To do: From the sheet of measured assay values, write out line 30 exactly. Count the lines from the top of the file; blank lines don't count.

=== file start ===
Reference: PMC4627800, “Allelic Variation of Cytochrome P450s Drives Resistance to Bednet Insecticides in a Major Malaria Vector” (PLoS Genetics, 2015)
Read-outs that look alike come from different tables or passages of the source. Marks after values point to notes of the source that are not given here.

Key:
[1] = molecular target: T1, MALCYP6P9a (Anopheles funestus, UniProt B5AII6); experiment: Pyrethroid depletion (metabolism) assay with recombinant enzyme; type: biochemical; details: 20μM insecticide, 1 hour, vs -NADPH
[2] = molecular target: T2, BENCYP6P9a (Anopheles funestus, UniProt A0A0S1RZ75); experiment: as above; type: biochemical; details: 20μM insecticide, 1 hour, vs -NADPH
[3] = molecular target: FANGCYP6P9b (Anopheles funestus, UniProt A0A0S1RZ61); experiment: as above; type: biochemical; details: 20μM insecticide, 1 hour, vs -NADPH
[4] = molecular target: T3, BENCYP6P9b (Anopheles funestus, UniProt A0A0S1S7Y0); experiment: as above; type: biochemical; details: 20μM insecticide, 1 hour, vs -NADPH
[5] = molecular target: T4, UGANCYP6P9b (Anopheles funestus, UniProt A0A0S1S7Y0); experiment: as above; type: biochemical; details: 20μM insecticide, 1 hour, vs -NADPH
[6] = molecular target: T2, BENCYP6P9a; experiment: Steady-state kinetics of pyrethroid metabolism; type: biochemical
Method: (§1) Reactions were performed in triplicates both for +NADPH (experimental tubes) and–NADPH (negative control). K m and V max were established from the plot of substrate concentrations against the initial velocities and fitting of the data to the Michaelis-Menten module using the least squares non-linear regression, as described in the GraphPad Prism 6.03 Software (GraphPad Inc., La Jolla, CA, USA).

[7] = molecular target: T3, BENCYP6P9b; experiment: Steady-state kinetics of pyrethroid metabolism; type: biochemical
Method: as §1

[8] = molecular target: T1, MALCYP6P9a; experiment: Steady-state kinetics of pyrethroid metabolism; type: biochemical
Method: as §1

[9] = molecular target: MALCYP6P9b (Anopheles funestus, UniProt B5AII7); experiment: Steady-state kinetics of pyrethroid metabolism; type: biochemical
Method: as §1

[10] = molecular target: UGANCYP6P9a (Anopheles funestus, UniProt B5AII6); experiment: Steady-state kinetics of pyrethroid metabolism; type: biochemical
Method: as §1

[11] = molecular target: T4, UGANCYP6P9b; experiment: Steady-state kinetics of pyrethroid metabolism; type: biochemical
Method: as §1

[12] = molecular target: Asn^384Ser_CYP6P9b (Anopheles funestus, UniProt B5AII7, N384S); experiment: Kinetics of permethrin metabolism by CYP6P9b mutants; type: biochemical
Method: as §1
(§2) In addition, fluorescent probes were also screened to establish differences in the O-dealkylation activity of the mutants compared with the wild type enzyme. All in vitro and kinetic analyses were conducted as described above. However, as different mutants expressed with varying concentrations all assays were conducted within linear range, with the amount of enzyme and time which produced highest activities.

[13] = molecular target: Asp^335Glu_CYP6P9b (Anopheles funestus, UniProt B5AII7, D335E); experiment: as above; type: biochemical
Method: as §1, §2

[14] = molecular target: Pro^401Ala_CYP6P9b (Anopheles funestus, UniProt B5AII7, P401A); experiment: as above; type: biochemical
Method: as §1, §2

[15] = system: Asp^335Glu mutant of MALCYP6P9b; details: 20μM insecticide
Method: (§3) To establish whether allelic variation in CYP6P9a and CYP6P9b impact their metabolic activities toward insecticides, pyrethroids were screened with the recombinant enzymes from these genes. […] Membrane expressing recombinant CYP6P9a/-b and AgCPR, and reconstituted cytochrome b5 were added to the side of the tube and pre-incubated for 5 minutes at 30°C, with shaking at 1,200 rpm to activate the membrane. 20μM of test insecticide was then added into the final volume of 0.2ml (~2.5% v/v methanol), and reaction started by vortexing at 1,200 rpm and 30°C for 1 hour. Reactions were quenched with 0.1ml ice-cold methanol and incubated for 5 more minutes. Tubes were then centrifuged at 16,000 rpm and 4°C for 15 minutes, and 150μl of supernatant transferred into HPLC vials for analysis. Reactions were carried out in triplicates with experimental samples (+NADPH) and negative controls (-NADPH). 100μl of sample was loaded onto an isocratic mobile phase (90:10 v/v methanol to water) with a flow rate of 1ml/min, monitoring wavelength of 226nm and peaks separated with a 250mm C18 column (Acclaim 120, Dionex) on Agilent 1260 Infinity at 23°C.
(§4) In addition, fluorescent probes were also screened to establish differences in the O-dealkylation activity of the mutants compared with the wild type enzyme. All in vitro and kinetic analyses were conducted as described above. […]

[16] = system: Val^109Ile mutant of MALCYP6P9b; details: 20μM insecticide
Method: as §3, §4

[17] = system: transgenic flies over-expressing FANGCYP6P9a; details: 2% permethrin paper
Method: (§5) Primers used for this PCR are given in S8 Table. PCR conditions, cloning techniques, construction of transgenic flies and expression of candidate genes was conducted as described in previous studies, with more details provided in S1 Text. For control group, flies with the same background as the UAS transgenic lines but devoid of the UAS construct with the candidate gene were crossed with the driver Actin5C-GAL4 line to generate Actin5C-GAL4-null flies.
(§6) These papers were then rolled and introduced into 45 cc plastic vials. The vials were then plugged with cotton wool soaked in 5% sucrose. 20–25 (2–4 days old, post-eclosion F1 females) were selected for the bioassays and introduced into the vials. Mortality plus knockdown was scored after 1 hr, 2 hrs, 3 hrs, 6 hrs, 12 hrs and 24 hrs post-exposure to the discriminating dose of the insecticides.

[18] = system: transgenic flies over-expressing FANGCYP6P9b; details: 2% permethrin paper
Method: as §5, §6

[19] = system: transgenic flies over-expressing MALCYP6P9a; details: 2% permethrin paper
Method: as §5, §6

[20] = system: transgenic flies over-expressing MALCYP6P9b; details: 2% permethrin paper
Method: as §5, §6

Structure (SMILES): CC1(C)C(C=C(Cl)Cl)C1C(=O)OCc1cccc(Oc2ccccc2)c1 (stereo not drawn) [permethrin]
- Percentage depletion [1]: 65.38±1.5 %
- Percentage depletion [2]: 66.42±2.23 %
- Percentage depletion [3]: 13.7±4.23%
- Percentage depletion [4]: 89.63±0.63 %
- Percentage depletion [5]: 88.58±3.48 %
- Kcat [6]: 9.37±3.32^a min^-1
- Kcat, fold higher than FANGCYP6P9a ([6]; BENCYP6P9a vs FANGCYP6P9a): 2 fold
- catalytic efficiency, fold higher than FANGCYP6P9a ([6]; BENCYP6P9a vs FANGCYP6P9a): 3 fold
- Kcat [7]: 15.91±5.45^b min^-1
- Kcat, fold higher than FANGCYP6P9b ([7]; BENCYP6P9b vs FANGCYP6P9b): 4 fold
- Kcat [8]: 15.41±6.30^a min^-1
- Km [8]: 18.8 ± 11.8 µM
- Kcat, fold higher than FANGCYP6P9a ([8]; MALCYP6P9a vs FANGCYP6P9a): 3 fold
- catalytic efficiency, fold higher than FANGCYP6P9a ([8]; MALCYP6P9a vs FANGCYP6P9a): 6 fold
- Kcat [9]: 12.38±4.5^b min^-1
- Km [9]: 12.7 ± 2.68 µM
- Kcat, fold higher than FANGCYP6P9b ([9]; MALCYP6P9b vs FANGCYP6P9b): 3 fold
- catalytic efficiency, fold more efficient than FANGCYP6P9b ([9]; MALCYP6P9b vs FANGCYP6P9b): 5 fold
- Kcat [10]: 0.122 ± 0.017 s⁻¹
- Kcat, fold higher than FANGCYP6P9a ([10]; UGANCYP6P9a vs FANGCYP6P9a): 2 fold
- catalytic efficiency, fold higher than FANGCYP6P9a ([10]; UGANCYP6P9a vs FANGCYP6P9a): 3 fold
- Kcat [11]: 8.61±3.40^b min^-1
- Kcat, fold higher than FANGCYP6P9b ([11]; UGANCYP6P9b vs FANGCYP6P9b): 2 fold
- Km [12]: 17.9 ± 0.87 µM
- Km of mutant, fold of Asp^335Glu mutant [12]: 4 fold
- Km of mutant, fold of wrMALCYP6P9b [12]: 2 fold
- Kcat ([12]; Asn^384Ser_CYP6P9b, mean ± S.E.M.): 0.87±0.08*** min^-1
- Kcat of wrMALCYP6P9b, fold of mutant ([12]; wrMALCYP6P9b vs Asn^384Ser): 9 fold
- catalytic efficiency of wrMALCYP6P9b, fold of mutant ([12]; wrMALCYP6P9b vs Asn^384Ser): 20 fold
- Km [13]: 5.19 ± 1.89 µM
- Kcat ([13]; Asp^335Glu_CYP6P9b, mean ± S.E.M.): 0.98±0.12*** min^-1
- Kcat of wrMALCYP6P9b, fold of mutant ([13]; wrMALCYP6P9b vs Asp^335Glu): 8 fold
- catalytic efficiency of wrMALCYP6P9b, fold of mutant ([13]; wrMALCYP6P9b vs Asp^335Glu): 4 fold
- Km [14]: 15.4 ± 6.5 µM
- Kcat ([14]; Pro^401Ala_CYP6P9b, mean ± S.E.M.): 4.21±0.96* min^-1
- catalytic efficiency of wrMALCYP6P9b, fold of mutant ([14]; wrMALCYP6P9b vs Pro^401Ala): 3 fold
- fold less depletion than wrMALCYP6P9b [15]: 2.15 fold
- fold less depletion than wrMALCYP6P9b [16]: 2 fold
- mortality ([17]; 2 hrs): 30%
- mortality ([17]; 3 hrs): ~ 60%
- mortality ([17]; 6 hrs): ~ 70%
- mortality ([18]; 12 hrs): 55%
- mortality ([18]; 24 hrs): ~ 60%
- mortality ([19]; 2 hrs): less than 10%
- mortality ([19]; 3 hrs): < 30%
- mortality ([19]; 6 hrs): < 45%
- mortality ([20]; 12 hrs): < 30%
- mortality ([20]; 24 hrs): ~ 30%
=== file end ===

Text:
(§4) In addition, fluorescent probes were also screened to establish differences in the O-dealkylation activity of the mutants compared with the wild type enzyme. All in vitro and kinetic analyses were conducted as described above. […]